Before we get into how to watermark, let’s talk about why you should watermark your images. And if you don’t know what I’m talking about, I encourage you to read Shawntae’s post “My Son is on a T-shirt.”
My minister is convinced that only perverts hang out on Facebook – I’m sure he would extend that statement out to anyone on the web…and he may not be far from the truth. While I’d like to believe that most of us within this photography blogging community have good intentions, there are some people out there who aim to do harm in the way of stealing our images and using them to make a profit (see Shawntae’s post). Others use our images to create an imaginary life…pretending to be pregnant or have a family. Whatever the reason, it’s not cool to steal images.
With that said, we can either put ourselves at risk by posting un-watermarked images to our blogs, Facebook and Instagram…or we can protect our children by watermarking our images. I’ve been watermarking my images for some time, but after reading Shawntae’s post, I think I’m going to take a more aggressive approach.
What is a watermark?A watermark is an image or pattern that appears on your image. It can vary in shade, opacity, size, shape and color.
Benefits of Watermarking
1. Discourage the crazies (aka thieves, losers, hackers…you get the idea)In my opinion, watermarking is one of the easiest and most effective ways (in addition to resizing your images to 72 dpi) to ensure your images are secure on the web. If you are posting images of your children, I strongly encourage watermarking your images to deter any crazies from stealing your photos. For example, in my image above, I created a new watermark (one I’ll likely be using moving forward) that is low in opacity. However, by placing it right on top of my daughter, I discourage anyone from stealing it. I mean, they could steal it, but they’d have to spend a little bit of time getting rid of the watermark. My old watermark (which I still love), was often placed in the corner of the image. These types of watermarks are incredibly easy to crop out.
2. CopyrightAlthough it is not necessary to watermark your images for them to be copyrighted, doing so will remind people who the photo belongs to. My blog friend, Rosie, wrote a post on this very subject: Metadata and Copyright.
3. Free Advertising and BrandingNot everyone who has a blog is a professional photographer. But, for those of us who make a living with our camera (part time or full time)…blogging is a great way to get noticed and get hired. I, personally, hope that my satisfied clients will post their favorite shot(s) on Facebook (I often provide watermarked/resized images for this very reason) or share my portrait preview posts with their friends in the hopes that it’ll generate business.
Granted, so many photographers have a very distinct style that I can spot in a heartbeat with or without a watermark…but having a watermark (your information, symbol, etc) on your photos will bring people back to your website. Other photography or mommy bloggers use their photos to enhance content on their blog which generates web traffic. My husband is in the Search Engine Optimization business, so I know all too well how important photos are to strengthening your web presence.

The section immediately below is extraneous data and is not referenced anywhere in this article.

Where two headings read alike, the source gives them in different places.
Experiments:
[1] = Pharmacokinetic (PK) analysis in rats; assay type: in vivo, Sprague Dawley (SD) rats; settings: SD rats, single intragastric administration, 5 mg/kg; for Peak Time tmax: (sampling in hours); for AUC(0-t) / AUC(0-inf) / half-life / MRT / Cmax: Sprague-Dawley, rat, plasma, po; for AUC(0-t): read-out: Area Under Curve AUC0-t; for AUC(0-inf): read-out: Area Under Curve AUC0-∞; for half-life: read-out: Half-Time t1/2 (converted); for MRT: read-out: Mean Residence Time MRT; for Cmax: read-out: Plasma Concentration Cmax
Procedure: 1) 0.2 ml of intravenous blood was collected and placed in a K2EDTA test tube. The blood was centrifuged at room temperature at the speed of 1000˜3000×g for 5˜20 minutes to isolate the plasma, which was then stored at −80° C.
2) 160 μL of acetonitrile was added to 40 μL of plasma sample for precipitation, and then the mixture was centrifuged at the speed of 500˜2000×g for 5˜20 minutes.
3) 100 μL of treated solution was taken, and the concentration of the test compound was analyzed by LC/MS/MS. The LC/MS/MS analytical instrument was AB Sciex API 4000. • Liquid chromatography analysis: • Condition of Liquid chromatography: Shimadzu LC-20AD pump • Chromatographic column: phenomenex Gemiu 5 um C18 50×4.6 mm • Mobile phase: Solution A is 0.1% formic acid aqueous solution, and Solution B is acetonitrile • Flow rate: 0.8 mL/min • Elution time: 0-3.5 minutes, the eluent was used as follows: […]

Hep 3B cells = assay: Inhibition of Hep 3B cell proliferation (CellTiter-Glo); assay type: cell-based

4. Just BecauseThe internet makes it so easy to share, copy and save anything that inspires us. I mean, Pinterest was built on this principle. And I don’t know about you, but when I see one of my photos published (ex. Mortal Muses) on someone else’s site, I get a little warm and fuzzy…assuming they give me credit. Some people might think that by watermarking your images, you think you’re all that…but shouldn’t we be proud of our work?
Now that you know where I stand on watermarks, there are multiple ways to create a watermark. If you are working in Photoshop or Photoshop Elements – I love the use of brushes for watermarks. Rita wrote a great tutorial on creating your own watermark here. MCP Actions also created a video tutorial – see below.
The thing I like about watermarking with brushes in Photoshop is that you can customize the location of the watermark depending on the image. If you are working in Lightroom, you can quickly export and watermark your image with the click of a button. I can quickly apply my watermark to 1 or 200 images at a time while also resizing and sharpening for the web. Here’s a quick video on watermarking in Lightroom:
There are many other ways to watermark your photos…just Google it. Whatever you do…watermark your photos or put yourself at risk of having your child’s face on a t-shirt, coffee mug or ad campaign in a foreign country. I guess I should add that this doesn’t just apply to photos you post on your blog or Facebook – it also applies to Instagram photos. I just downloaded an app called “iWatermark.” And with that, thanks so much for joining Sarah and me for Tutorial Tuesday. I’ll be back at some point with another series of tutorials…but for now, link up with me on Wednesday for “Wittle People Wednesday” or Sunday for “Scavenger Hunt Sunday.”